Tuesday, May 28, 2013

Importance of Recovery

Are you overtraining?

Maybe.. probably not..

Could you use some extra time to recover?

Most likely.

People often get confused between overtraining and overuse.  Generally speaking, most people are far from overtraining.  It takes an excessive amount of physical exertion, combined with a lack of rest and proper nutrition to become overtrained.  However, many people are suffering from a conglomeration of overuse injuries.

When people implement a program that has little variety, and refrain from periodization (breaking your training up into specific phases), they begin to develop neurological and muscular recruitment patterns.  Continuous stimulation of these recruitment patterns can become detrimental because we over-develop these muscles, and under-develop the antagonist muscles that work in contrast to these recruitment patterns.

The result: An imbalanced body.

When we become imbalanced, we begin to rely on our over-developed muscles, and continuous reliance leads to overuse.  If we consistently use the same muscles each and every workout, each an every day, we do not allow the muscle to recover.  The micro-trauma that these muscles endure through a tough workout begins to accumulate, and you will eventually wind up with muscular strains, tendinitis, or even a muscular tear.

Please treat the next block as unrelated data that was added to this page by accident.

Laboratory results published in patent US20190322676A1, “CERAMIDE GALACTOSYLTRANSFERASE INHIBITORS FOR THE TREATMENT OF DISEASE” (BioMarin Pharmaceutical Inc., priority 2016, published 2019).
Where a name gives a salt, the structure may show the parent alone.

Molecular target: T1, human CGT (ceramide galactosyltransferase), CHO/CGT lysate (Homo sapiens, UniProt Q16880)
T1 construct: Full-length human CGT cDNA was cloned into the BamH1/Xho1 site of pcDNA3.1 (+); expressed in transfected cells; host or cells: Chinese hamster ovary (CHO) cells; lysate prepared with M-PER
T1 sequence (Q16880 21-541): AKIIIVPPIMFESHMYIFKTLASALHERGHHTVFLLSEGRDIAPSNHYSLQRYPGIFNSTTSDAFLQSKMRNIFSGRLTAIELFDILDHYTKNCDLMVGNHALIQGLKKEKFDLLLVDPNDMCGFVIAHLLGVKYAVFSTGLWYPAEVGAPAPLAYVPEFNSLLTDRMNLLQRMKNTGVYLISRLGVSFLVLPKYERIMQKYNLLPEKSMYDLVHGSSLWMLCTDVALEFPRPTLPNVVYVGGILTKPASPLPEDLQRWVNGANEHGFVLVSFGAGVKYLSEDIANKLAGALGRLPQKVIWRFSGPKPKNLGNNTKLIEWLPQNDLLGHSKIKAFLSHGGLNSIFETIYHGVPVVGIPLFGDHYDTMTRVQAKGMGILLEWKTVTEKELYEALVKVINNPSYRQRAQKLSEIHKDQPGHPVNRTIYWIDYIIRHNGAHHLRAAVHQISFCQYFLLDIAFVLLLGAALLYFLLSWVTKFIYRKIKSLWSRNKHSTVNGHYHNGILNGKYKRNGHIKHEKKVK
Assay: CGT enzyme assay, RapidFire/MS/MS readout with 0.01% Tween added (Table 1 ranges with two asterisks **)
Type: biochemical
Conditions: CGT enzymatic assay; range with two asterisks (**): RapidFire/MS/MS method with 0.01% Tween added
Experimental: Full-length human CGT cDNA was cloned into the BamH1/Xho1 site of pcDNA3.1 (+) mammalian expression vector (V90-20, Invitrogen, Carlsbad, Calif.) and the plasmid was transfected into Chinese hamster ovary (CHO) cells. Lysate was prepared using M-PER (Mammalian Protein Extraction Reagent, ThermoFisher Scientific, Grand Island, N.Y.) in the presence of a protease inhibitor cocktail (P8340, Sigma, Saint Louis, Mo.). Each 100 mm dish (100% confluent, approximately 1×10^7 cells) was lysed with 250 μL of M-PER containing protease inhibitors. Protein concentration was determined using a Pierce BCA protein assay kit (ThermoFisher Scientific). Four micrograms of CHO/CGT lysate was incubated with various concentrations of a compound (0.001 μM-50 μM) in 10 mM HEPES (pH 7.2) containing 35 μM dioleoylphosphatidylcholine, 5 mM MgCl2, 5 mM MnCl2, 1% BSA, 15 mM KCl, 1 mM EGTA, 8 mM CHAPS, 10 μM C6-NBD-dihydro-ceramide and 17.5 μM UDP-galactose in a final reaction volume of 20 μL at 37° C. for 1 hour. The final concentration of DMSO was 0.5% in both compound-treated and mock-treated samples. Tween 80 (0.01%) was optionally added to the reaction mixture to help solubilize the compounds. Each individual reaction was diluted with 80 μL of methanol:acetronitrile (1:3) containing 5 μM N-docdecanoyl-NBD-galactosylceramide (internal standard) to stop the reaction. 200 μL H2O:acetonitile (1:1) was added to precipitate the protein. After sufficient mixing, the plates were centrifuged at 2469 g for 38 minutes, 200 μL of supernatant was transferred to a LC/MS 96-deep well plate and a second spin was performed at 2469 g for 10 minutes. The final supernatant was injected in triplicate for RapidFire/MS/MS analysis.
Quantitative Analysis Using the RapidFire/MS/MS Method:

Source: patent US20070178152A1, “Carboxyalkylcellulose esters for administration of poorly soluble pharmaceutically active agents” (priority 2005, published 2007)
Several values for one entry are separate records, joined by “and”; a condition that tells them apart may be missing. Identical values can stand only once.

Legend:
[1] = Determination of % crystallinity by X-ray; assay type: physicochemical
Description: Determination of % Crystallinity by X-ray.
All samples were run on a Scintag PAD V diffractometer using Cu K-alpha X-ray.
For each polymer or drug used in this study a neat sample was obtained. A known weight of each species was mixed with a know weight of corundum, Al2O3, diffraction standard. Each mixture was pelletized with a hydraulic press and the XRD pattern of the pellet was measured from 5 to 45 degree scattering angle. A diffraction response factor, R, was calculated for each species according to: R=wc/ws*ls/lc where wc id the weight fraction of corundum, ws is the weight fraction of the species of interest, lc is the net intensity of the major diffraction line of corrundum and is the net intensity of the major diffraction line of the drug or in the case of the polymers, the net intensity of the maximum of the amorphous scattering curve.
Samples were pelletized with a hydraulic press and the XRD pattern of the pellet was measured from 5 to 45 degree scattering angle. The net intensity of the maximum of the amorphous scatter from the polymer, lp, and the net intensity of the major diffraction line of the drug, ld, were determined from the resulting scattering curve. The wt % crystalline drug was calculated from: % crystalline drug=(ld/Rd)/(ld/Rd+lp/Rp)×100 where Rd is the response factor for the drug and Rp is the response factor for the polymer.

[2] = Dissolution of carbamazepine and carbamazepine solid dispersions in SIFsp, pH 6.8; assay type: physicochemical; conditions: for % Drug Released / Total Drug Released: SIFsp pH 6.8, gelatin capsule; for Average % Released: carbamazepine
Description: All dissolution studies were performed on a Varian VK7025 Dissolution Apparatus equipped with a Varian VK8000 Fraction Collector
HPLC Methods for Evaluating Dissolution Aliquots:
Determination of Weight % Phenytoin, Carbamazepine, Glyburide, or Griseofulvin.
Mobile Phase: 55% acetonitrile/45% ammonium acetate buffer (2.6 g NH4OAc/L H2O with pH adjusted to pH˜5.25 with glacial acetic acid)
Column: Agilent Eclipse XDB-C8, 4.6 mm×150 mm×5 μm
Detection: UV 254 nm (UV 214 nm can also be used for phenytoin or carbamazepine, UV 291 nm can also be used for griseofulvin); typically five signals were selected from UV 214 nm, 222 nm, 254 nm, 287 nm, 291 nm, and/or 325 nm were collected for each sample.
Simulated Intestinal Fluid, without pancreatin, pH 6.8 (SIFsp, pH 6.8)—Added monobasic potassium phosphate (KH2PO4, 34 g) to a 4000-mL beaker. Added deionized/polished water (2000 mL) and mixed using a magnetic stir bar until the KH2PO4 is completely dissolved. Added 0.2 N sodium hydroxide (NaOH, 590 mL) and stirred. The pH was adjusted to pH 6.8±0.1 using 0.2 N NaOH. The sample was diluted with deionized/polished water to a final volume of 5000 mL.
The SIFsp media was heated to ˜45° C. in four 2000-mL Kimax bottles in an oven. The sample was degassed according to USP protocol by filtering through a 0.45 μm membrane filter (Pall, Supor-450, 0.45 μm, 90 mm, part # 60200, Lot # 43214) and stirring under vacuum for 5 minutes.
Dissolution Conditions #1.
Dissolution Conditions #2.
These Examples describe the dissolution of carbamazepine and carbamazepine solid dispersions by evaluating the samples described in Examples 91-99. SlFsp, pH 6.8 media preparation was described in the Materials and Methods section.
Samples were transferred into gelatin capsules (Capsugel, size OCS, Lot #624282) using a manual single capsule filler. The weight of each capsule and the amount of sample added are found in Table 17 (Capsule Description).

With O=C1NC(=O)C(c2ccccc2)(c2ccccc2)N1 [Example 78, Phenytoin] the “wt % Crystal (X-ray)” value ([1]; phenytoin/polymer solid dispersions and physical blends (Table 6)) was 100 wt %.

Aside from the muscular detriments of inadequate recovery, an overworked neurological system spills over into all facets of our daily living.  Neurological stress can lead to a supressed immune system, a variety of sleep disorders and a host of other mental/physiological issues.

What can you do?

Rest!  Even if you feel like you can crush it everytime you gear up for your workout, it doesn't mean you always should.  IF you're REALLY training HARD, then you WON'T be able to hit it HARD EVERYTIME.  You're body won't allow for it.  You'll either wind up burntout, injured or in some other sad state of physiological distress.  So take some precautionary meausres by getting adequate sleep as often as possible, taking in the proper nutrients and calories to compensate for your activity and expenditure, and taking an occasional break (1 week OFF every 3-4 months or so) from training to allow your body to heal up and recharge. If you don't, you will regret it, I promise.

Check out this video for some basic tips on speeding up your recovery 
(plus, a great protein-rich smoothie recipe):

+Wesley Claytor

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